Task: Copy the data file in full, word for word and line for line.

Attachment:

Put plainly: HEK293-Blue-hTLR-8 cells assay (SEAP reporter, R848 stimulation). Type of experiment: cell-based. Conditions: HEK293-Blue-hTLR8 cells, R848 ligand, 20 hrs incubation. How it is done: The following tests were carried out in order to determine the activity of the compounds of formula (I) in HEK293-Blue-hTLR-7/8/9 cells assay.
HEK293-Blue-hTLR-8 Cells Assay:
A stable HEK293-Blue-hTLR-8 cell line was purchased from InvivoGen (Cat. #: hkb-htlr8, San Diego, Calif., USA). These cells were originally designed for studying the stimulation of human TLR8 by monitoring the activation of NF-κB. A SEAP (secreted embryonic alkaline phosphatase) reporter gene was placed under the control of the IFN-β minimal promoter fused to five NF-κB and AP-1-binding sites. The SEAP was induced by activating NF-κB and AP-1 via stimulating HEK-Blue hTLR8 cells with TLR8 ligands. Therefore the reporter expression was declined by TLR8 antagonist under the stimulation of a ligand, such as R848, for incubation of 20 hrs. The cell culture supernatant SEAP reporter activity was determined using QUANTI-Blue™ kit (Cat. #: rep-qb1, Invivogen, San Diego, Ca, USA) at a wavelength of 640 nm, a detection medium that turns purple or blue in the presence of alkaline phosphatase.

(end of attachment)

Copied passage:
Put plainly: HEK293-Blue-hTLR-8 cells assay (SEAP reporter, R848 stimulation). Type of experiment: cell-based. Conditions: HEK293-Blue-hTLR8 cells, R848 ligand, 20 hrs incubation. How it is done: The following tests were carried out in order to determine the activity of the compounds of formula (I) in HEK293-Blue-hTLR-7/8/9 cells assay.
HEK293-Blue-hTLR-8 Cells Assay:
A stable HEK293-Blue-hTLR-8 cell line was purchased from InvivoGen (Cat. #: hkb-htlr8, San Diego, Calif., USA). These cells were originally designed for studying the stimulation of human TLR8 by monitoring the activation of NF-κB. A SEAP (secreted embryonic alkaline phosphatase) reporter gene was placed under the control of the IFN-β minimal promoter fused to five NF-κB and AP-1-binding sites. The SEAP was induced by activating NF-κB and AP-1 via stimulating HEK-Blue hTLR8 cells with TLR8 ligands. Therefore the reporter expression was declined by TLR8 antagonist under the stimulation of a ligand, such as R848, for incubation of 20 hrs. The cell culture supernatant SEAP reporter activity was determined using QUANTI-Blue™ kit (Cat. #: rep-qb1, Invivogen, San Diego, Ca, USA) at a wavelength of 640 nm, a detection medium that turns purple or blue in the presence of alkaline phosphatase.